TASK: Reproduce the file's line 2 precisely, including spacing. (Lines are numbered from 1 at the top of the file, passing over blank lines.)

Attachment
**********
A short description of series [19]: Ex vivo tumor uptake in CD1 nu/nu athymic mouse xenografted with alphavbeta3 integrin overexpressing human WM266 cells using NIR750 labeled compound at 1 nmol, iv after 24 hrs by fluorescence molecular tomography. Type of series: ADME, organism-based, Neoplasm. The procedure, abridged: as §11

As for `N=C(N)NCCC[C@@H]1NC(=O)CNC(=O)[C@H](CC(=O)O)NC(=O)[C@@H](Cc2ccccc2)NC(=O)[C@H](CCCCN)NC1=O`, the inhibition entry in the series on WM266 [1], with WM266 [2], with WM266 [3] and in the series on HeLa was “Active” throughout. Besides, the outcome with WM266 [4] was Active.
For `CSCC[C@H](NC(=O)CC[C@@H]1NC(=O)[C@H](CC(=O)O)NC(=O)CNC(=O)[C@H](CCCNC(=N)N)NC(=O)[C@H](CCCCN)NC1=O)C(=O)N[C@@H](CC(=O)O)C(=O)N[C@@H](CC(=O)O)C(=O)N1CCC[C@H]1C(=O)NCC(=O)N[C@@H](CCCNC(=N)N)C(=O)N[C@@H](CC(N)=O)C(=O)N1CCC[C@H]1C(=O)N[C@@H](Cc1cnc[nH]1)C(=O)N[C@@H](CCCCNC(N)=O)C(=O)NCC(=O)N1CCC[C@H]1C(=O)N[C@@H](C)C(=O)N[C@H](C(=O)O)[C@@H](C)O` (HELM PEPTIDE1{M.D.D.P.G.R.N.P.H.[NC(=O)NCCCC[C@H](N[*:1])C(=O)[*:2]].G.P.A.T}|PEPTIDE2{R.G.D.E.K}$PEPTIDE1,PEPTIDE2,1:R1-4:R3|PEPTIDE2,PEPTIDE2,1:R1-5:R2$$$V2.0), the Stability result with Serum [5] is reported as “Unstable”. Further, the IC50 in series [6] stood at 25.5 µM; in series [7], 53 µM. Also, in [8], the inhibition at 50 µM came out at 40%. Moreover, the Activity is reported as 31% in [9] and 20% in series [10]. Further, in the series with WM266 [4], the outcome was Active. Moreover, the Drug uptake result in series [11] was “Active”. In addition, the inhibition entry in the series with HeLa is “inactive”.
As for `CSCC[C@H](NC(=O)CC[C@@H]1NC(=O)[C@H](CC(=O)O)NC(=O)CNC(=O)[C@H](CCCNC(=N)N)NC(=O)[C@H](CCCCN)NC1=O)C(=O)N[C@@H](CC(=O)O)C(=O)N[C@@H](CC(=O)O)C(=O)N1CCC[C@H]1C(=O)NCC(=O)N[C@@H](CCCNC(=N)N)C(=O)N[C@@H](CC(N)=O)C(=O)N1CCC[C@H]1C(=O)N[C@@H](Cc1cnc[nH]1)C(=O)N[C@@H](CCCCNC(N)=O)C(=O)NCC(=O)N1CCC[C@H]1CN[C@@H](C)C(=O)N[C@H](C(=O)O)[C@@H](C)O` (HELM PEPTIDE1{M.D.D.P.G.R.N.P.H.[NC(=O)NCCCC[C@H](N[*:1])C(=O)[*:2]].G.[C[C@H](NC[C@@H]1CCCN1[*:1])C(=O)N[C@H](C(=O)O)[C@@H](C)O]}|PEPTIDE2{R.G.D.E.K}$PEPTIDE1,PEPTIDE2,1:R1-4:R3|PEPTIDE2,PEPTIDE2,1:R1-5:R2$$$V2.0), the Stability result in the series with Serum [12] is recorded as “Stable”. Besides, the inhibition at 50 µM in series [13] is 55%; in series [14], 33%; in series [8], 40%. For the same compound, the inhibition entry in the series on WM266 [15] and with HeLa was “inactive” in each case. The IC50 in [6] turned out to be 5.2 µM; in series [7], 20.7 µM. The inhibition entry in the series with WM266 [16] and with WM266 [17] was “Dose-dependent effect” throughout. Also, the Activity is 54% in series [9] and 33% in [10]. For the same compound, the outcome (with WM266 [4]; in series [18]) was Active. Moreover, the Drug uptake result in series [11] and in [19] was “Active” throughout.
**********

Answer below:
As for `N=C(N)NCCC[C@@H]1NC(=O)CNC(=O)[C@H](CC(=O)O)NC(=O)[C@@H](Cc2ccccc2)NC(=O)[C@H](CCCCN)NC1=O`, the inhibition entry in the series on WM266 [1], with WM266 [2], with WM266 [3] and in the series on HeLa was “Active” throughout. Besides, the outcome with WM266 [4] was Active.